When is home ownership not necessarily a good idea?

If you are young (or not) and “trying on” jobs and careers, changing employers every year or two, home ownership restricts your options and may hold back economic development in a city.

  • it limits your ability to relocate for a great opportunity.  Trying on cities — as Richard Florida suggests in his recent book — might be as important to one’s long term happiness as trying out jobs.   Also, in this era of high gas prices, owning in an eastern suburb could limit one’s ability to accept a job in a western suburb.
  • it could prevent you from taking a lower paying position that might be particularly interesting or a wonderful learning opportunity.
  • it could prevent you from returning to school, such as for an MBA, or a trade certificate or another diploma.  Without ownership, you could move to a cheaper home.
  • renting offers more cost certainty (in most cases).  Costly repairs are the owner’s responsibility.

That’s for individuals.  For cities, young people owning homes potentially creates labor imbalances.  In a national or even global economy, ideally, you want people to be able to move from places where jobs are scarce to places with workers shortages.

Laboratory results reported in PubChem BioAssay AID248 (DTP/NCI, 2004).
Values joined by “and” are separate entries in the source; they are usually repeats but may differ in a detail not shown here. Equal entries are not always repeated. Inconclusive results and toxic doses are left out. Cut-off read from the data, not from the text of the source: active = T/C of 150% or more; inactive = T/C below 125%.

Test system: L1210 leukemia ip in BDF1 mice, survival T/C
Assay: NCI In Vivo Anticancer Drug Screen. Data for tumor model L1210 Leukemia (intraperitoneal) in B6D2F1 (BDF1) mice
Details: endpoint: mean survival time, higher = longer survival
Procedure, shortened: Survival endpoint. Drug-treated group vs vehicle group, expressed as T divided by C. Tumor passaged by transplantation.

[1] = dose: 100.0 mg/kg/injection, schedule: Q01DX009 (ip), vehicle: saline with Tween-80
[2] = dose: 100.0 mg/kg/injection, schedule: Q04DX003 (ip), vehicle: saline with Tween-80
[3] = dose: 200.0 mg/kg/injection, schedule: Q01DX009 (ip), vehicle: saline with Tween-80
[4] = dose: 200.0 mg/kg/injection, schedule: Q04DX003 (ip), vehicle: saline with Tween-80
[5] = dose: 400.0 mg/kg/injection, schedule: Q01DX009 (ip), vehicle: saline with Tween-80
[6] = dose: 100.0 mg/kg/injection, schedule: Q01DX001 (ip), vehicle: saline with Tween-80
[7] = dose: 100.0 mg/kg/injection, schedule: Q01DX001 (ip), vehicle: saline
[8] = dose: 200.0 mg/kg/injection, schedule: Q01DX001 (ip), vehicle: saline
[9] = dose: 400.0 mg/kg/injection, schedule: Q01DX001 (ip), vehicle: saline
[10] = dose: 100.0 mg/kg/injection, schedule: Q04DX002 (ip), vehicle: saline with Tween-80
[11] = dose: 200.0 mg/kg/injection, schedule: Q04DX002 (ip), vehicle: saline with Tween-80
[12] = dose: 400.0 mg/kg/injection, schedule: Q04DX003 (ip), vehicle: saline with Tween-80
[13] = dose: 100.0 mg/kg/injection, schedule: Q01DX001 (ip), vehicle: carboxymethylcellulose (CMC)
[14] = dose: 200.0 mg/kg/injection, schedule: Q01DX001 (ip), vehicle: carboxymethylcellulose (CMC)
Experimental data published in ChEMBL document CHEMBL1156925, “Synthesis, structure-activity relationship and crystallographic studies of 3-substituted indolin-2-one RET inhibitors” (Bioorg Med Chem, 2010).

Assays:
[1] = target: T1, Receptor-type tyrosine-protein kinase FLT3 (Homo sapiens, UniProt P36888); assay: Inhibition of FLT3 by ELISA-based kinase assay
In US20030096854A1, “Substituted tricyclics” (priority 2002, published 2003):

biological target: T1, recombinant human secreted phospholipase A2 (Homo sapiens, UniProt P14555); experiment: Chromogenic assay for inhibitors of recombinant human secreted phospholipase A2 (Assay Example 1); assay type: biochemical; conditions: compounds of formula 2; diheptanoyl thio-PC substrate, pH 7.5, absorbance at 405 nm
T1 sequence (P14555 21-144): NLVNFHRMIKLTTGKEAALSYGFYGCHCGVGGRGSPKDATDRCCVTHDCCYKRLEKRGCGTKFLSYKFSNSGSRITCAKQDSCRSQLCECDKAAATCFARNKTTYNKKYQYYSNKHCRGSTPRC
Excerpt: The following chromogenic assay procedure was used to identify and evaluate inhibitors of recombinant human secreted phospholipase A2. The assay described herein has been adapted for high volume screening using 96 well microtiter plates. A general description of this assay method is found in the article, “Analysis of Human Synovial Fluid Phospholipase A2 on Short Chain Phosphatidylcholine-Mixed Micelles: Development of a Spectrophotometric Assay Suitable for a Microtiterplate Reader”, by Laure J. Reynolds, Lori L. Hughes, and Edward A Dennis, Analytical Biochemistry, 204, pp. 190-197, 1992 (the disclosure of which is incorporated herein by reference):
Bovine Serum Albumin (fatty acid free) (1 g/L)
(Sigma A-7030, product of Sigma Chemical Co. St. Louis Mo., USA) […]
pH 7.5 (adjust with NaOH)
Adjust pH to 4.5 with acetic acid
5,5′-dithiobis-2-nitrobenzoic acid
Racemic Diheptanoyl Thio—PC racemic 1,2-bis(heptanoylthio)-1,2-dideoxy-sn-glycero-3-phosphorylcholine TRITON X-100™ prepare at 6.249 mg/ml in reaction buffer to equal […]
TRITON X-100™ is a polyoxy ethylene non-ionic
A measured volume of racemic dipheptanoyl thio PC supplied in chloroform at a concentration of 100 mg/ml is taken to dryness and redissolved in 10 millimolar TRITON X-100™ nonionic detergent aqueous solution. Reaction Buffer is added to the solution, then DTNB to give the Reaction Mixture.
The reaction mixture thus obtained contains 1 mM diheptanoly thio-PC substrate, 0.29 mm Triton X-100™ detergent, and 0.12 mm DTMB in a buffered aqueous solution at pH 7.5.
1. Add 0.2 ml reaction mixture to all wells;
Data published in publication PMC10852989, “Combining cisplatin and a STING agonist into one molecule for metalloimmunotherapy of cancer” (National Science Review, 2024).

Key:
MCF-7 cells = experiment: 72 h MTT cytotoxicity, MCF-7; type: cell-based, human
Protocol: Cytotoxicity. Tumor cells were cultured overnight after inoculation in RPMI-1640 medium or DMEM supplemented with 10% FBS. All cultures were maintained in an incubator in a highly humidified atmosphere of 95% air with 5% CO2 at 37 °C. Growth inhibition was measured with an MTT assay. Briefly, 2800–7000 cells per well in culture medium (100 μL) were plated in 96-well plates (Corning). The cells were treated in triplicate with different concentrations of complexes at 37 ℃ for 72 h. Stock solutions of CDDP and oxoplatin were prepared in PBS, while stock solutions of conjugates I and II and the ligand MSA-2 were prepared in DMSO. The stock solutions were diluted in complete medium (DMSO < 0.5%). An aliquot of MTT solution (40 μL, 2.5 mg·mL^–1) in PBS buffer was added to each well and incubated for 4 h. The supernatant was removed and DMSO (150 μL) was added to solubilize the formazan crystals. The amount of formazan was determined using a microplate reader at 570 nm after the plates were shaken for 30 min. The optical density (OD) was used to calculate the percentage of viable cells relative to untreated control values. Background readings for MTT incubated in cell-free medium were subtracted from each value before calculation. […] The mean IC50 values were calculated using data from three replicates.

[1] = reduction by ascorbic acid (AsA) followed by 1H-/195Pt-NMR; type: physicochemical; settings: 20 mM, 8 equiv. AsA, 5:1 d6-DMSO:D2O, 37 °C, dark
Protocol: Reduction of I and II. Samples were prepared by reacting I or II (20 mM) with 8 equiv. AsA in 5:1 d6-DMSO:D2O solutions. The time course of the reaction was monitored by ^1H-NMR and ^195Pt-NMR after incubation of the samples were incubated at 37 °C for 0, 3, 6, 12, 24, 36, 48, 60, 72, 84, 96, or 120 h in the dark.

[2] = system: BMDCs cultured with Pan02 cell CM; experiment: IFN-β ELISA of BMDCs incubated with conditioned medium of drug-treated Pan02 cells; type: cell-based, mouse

Cities also need new people and new ideas, as well as for previous residents to return with new ideas from their time elsewhere.

It may be that city economies need a certain number of workers, particularly younger ones, able to change jobs easily.  It’s possible that in order to best hone their talents, and excel in their careers the average person may need to change jobs a certain number of times.  If people are not free to find out what they enjoy and are best at, might that not bring down both the economy as well as the general happiness and human energy in a city?  

Cities are, of course, more than sites of transient workers.  They do need long term “community anchors” who own homes and contribute to neighborhoods and urban life.

Some people should own homes.  But, historically, home ownership happened once people had settled into a career with one employer and had settled down with their life partner.  Perhaps that should be the same way now.

If ownership typically required saving for a down payment and a solid recent employment history — as it historically has done — that might be best for cities and for the average person.